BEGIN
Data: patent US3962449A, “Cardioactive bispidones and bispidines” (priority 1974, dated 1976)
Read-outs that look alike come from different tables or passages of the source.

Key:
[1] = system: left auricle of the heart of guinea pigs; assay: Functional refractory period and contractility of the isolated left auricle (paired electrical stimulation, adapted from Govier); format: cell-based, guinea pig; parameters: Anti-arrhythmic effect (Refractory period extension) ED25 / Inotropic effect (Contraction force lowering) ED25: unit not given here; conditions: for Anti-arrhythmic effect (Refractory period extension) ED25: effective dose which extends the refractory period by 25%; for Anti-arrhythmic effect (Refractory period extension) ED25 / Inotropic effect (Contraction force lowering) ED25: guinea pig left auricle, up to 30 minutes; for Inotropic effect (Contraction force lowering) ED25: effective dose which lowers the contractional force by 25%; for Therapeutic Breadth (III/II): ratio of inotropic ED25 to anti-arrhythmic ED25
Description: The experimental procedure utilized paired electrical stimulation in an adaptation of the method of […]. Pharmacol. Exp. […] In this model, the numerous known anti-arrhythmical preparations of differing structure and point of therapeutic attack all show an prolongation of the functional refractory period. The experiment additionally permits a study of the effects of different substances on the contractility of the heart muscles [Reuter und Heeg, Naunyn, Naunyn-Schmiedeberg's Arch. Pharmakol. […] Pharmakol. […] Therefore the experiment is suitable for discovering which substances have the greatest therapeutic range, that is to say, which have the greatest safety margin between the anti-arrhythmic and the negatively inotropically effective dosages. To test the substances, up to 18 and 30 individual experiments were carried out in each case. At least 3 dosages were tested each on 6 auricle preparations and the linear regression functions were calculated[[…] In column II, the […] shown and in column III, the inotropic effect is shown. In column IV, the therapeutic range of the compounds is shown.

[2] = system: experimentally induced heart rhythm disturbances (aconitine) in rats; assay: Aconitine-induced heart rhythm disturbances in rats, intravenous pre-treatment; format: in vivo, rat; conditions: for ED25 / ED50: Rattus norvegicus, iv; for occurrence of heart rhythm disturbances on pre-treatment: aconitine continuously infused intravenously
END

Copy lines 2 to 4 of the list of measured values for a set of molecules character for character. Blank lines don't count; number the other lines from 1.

Read-outs that look alike come from different tables or passages of the source.

Key:
[1] = system: left auricle of the heart of guinea pigs; assay: Functional refractory period and contractility of the isolated left auricle (paired electrical stimulation, adapted from Govier); format: cell-based, guinea pig; parameters: Anti-arrhythmic effect (Refractory period extension) ED25 / Inotropic effect (Contraction force lowering) ED25: unit not given here; conditions: for Anti-arrhythmic effect (Refractory period extension) ED25: effective dose which extends the refractory period by 25%; for Anti-arrhythmic effect (Refractory period extension) ED25 / Inotropic effect (Contraction force lowering) ED25: guinea pig left auricle, up to 30 minutes; for Inotropic effect (Contraction force lowering) ED25: effective dose which lowers the contractional force by 25%; for Therapeutic Breadth (III/II): ratio of inotropic ED25 to anti-arrhythmic ED25